LEXINGTON, Ky. (LEX 18) — It's been less than a week since Lexington Police say a man shot and killed his wife only a few days after she tried to get a protective order. Advocates for survivors of domestic violence want them to be able to get all the help they need and for everyone to be in a position to help them.
With domestic violence homicides on the rise in Lexington, victims' advocates want to remove any stigma around seeking help.
"It's not anything to be embarrassed about. It's all too frequent," said Diane Fleet, associate director of GreenHouse 17.
GreenHouse 17 serves survivors in 17 counties in Central Kentucky.
"We're a 24/7 agency. People can call us on our 800 number at any time if they have questions about what to put in the petition and to sort of build their safety. Leaving an abusive situation is one of the high-risk times, so we really want to make sure safety is talked about when we're taking that step to leave," Fleet said.
The news of Talina Henderson's death last week hit Fleet hard. Henderson had just filed paperwork for a protective order a few days earlier. It hadn't yet been granted when Lexington Police say her husband, Stephon Henderson, shot her.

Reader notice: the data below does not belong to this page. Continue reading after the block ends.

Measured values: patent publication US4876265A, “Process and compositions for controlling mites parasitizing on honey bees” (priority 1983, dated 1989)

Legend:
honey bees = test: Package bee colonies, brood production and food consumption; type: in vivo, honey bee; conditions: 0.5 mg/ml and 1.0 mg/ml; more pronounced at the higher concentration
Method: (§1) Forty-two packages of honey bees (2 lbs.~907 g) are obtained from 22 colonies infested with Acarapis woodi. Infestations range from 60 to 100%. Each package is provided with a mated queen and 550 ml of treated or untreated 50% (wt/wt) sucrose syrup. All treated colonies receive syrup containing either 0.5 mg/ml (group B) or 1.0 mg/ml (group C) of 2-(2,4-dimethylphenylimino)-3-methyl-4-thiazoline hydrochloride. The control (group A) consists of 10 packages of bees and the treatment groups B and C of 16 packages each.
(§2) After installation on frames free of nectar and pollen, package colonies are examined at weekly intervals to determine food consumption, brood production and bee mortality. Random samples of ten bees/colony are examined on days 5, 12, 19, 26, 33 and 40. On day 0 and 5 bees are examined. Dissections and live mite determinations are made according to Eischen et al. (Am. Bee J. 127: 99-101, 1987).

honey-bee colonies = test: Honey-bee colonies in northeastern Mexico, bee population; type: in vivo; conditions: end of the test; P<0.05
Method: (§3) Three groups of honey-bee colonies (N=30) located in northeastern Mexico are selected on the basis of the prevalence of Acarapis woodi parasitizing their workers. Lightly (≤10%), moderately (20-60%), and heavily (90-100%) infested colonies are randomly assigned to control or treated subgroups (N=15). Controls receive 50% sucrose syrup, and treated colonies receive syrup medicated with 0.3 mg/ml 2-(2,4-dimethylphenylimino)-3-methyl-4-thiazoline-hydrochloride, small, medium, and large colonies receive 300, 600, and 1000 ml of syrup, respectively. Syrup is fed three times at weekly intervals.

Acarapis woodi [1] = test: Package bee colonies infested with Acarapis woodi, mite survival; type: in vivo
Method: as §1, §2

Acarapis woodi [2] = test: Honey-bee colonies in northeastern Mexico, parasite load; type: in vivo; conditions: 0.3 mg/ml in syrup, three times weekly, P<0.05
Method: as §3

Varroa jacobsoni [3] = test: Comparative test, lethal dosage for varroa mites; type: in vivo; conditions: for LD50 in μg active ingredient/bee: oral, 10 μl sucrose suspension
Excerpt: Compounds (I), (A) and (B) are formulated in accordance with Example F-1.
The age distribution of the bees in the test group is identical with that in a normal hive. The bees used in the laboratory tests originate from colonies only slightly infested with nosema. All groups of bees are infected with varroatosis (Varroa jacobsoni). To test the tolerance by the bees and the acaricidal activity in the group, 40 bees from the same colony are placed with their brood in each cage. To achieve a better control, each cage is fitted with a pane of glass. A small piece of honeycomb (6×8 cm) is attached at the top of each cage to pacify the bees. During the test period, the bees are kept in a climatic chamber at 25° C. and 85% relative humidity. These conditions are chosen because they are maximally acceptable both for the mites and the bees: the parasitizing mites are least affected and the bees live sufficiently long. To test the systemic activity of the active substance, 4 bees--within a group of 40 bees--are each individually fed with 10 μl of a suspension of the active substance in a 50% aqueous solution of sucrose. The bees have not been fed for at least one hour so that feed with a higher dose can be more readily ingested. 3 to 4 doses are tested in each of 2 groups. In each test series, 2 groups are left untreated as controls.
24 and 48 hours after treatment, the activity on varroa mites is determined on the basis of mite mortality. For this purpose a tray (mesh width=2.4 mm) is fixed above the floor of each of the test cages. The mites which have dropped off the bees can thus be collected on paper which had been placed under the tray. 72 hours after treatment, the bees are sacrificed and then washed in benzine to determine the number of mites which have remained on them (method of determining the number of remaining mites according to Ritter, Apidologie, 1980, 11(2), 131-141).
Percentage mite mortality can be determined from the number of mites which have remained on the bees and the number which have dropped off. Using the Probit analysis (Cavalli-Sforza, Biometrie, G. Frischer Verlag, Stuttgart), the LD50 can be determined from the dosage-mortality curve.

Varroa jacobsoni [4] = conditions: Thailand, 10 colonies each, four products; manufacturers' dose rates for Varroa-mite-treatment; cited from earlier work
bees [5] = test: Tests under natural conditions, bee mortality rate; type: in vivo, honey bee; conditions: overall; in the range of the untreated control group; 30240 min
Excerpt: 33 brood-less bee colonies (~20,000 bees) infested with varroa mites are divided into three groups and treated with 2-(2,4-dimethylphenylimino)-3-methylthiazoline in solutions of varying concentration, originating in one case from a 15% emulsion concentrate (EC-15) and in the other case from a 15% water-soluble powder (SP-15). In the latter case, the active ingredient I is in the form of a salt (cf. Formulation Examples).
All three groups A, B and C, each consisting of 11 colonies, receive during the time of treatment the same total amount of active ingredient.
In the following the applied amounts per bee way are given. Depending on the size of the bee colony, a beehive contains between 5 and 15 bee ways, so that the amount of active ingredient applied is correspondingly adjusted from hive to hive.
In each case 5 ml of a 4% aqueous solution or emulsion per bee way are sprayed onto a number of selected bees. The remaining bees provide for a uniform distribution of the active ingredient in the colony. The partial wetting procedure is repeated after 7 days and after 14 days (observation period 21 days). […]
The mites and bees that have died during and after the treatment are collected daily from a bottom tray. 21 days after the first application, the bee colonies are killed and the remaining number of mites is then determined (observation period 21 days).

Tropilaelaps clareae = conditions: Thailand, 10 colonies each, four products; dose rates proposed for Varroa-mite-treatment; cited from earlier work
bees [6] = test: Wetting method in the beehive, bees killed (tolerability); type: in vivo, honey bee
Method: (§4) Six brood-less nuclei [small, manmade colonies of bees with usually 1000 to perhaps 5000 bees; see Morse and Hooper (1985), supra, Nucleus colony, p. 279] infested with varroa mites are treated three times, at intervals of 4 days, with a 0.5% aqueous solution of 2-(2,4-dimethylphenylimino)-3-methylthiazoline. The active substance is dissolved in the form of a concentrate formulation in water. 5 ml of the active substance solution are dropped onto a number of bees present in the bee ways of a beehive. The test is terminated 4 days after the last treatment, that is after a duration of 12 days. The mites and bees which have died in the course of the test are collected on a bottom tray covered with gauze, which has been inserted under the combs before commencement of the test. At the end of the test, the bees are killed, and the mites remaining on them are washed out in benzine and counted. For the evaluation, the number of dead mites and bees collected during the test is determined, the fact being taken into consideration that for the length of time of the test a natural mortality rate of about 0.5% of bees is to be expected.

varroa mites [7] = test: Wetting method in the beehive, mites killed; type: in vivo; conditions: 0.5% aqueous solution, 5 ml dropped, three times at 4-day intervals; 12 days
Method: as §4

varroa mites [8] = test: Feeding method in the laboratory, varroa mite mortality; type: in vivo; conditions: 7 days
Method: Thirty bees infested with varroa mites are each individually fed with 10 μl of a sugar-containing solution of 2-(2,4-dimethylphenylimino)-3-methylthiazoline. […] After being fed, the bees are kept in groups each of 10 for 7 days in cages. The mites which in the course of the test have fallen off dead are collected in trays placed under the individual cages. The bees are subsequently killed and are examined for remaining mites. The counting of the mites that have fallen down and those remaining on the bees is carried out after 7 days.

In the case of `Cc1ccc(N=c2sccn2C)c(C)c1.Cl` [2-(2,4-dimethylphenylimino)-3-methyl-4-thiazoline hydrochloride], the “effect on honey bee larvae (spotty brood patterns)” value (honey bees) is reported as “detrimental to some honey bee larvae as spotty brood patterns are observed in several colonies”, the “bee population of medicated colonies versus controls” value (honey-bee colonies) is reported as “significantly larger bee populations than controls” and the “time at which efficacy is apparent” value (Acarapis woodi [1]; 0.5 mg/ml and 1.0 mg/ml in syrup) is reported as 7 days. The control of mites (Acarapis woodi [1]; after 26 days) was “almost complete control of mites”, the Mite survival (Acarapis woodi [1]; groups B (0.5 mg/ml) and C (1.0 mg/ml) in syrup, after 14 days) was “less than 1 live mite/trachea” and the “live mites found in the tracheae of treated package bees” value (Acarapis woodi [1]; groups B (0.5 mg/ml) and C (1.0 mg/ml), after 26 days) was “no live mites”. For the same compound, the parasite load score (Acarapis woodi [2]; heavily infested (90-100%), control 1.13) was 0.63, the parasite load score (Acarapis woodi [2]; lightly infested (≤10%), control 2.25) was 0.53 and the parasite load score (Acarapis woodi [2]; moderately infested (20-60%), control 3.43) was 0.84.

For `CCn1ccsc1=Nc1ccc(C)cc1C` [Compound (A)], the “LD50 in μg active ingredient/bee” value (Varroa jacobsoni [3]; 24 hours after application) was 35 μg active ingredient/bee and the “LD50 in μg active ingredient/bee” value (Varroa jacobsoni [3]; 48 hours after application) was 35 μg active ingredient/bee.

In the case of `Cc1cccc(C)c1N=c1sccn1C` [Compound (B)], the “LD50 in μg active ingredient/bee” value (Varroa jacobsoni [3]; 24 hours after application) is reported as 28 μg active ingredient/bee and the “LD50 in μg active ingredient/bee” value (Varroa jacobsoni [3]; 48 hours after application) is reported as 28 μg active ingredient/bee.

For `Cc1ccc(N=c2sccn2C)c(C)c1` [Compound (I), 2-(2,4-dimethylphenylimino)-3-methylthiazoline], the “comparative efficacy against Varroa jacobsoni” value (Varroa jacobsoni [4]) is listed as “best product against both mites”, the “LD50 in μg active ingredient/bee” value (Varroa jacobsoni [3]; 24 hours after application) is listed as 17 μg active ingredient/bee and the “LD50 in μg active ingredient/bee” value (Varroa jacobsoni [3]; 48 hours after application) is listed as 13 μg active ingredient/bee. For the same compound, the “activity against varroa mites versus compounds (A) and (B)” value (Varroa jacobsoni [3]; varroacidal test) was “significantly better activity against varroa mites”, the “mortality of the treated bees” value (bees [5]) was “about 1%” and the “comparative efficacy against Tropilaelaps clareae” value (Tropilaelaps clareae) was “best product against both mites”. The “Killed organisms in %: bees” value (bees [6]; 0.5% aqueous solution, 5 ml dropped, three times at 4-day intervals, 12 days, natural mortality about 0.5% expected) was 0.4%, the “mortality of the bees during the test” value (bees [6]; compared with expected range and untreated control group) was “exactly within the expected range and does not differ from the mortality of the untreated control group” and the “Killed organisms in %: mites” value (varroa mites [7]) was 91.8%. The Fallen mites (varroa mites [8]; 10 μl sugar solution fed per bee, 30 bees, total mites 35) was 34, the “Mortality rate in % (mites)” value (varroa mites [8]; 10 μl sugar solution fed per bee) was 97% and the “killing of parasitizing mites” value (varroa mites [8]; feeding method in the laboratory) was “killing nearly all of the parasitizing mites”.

"I just had to pull over. It was just a wrenching story, and it's still unfolding. We're still hearing things about it. There's been a lot of conversations today amongst advocates, amongst different agencies, just checking in with each other because we take this very personal and we want to make a system that is better and more responsive to families," Fleet said.
Fleet wants people to be more aware of situations that could be happening around them and be in a position to support people who could be in an abusive relationship.
"Domestic and sexual violence prevention coalition has a survivor's handbook, so if you know someone, but you're like, that's a really scary thing to talk about, read up on it so that if you think somebody's behavior is differently, you're worried about their safety, or you see someone that you think might be abusive, how can I intervene safely?" she said.
Ultimately, Fleet said, the most important thing is to trust them.
"Survivors usually know what their risk level is like, so believe them. Don't step in and tell people what to do. Listen to them, ask them what's been going on, and build a plan around what their experience is, because it's so different case-to-case and family-to-family," she said.
If you need help, you can reach GreenHouse 17 24 hours a day at 1 (800) 544-2022.